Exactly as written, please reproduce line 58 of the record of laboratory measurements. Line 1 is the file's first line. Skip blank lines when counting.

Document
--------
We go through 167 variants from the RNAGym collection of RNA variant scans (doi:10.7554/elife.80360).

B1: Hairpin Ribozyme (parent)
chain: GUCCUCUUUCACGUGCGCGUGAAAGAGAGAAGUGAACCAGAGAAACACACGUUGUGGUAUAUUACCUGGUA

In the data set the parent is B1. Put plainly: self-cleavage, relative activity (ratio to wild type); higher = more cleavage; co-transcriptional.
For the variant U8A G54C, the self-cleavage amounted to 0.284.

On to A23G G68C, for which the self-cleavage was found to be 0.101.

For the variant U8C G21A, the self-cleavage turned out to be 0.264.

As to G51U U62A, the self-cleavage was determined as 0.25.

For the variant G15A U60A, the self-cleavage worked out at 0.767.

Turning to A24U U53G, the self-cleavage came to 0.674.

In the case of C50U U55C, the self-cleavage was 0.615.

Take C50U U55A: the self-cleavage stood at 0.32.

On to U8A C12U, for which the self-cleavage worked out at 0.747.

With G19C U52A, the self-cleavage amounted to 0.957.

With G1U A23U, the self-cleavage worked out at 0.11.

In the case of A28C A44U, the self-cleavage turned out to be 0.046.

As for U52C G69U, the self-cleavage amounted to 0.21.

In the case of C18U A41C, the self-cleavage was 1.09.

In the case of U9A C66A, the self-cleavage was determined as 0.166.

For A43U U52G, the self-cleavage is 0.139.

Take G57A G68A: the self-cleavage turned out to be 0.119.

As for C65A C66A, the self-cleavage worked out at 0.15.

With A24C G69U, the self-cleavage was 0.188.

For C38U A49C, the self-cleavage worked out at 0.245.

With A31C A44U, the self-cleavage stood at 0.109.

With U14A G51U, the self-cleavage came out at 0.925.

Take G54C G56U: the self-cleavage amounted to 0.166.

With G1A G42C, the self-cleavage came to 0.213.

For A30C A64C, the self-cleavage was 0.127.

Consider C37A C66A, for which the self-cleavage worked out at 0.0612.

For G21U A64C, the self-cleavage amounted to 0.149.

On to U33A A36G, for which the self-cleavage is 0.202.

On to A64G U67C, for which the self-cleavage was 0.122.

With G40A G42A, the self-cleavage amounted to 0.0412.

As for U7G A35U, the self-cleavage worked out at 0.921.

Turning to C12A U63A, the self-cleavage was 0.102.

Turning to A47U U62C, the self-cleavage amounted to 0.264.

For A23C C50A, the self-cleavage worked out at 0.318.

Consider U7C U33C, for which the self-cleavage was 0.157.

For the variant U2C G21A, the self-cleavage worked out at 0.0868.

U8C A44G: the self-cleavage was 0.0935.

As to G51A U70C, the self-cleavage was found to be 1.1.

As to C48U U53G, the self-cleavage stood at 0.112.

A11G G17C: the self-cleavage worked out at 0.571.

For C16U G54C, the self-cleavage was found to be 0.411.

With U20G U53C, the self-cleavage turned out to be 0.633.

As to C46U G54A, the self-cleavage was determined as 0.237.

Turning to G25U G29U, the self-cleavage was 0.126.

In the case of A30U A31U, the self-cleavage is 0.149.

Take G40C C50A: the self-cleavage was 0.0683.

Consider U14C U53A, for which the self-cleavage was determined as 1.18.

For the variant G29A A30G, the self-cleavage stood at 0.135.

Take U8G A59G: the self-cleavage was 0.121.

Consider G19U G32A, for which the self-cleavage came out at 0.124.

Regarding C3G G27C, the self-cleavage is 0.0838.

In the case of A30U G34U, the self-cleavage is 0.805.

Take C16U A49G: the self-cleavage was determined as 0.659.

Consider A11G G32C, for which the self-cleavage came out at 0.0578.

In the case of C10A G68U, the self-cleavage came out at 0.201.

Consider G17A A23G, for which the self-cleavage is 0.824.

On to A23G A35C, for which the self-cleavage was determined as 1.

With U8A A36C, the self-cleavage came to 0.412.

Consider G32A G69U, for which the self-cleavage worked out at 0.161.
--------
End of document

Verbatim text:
Consider A11G G32C, for which the self-cleavage came out at 0.0578.